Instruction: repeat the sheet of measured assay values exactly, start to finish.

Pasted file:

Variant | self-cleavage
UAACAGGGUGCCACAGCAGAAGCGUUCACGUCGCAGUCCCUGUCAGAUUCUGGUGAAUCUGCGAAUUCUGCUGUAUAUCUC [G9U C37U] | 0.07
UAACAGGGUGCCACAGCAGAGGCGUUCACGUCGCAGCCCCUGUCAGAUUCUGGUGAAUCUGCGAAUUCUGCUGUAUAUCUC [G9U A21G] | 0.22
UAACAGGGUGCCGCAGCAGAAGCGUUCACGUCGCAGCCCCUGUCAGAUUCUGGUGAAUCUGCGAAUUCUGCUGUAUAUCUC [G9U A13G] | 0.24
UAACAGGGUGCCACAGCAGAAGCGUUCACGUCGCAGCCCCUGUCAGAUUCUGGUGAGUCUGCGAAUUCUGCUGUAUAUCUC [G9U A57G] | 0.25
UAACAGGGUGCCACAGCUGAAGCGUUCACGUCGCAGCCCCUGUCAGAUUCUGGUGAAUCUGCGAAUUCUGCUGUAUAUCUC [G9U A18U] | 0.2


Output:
Variant | self-cleavage
UAACAGGGUGCCACAGCAGAAGCGUUCACGUCGCAGUCCCUGUCAGAUUCUGGUGAAUCUGCGAAUUCUGCUGUAUAUCUC [G9U C37U] | 0.07
UAACAGGGUGCCACAGCAGAGGCGUUCACGUCGCAGCCCCUGUCAGAUUCUGGUGAAUCUGCGAAUUCUGCUGUAUAUCUC [G9U A21G] | 0.22
UAACAGGGUGCCGCAGCAGAAGCGUUCACGUCGCAGCCCCUGUCAGAUUCUGGUGAAUCUGCGAAUUCUGCUGUAUAUCUC [G9U A13G] | 0.24
UAACAGGGUGCCACAGCAGAAGCGUUCACGUCGCAGCCCCUGUCAGAUUCUGGUGAGUCUGCGAAUUCUGCUGUAUAUCUC [G9U A57G] | 0.25
UAACAGGGUGCCACAGCUGAAGCGUUCACGUCGCAGCCCCUGUCAGAUUCUGGUGAAUCUGCGAAUUCUGCUGUAUAUCUC [G9U A18U] | 0.2